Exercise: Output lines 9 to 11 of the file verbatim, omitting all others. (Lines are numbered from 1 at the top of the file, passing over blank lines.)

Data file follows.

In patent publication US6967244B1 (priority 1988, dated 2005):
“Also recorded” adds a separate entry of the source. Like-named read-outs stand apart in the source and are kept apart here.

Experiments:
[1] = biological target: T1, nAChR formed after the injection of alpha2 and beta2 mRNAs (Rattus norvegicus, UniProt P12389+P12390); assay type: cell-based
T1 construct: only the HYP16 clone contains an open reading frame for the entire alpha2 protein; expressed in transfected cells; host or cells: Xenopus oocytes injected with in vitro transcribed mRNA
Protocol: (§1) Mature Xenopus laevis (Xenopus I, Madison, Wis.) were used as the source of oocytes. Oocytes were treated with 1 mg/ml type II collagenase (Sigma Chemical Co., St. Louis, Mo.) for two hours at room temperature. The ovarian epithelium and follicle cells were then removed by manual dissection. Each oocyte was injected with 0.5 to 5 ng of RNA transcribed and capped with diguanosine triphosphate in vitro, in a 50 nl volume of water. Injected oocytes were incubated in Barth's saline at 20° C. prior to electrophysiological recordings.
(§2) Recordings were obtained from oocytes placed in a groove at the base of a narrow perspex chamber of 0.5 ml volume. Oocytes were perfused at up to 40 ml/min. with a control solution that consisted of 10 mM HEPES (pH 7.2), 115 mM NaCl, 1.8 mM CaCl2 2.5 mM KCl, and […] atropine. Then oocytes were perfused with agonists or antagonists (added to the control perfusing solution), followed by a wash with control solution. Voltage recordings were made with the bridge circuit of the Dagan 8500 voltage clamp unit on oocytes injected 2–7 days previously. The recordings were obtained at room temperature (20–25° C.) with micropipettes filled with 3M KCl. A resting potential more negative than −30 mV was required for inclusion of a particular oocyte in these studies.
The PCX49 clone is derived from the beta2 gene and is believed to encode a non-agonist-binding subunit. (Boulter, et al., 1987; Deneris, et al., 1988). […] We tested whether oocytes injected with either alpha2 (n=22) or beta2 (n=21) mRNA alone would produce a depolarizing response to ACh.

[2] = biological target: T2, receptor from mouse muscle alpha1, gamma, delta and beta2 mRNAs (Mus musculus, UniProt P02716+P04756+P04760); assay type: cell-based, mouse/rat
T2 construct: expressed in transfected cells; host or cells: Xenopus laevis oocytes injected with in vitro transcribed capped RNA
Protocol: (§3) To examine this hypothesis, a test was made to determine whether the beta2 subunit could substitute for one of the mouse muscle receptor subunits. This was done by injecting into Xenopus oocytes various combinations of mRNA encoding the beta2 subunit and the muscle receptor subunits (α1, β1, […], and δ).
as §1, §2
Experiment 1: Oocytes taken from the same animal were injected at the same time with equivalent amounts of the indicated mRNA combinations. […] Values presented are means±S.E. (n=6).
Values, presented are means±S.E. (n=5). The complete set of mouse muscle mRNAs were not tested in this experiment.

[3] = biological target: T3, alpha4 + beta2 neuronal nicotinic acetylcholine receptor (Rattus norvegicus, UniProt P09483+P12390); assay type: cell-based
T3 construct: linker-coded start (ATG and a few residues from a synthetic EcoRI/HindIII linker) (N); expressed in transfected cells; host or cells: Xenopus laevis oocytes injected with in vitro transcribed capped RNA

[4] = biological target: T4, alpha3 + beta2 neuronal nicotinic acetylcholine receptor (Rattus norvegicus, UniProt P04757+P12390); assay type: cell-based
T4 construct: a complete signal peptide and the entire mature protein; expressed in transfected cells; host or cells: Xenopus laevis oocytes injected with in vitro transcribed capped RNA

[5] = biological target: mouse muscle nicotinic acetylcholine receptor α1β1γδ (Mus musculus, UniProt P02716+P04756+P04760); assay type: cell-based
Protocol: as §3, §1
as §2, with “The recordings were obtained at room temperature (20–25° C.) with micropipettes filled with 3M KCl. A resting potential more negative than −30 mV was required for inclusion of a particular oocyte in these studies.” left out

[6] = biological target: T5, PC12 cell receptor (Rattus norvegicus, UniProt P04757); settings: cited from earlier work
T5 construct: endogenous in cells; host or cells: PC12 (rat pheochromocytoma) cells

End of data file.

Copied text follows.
[2] = biological target: T2, receptor from mouse muscle alpha1, gamma, delta and beta2 mRNAs (Mus musculus, UniProt P02716+P04756+P04760); assay type: cell-based, mouse/rat
T2 construct: expressed in transfected cells; host or cells: Xenopus laevis oocytes injected with in vitro transcribed capped RNA
Protocol: (§3) To examine this hypothesis, a test was made to determine whether the beta2 subunit could substitute for one of the mouse muscle receptor subunits. This was done by injecting into Xenopus oocytes various combinations of mRNA encoding the beta2 subunit and the muscle receptor subunits (α1, β1, […], and δ).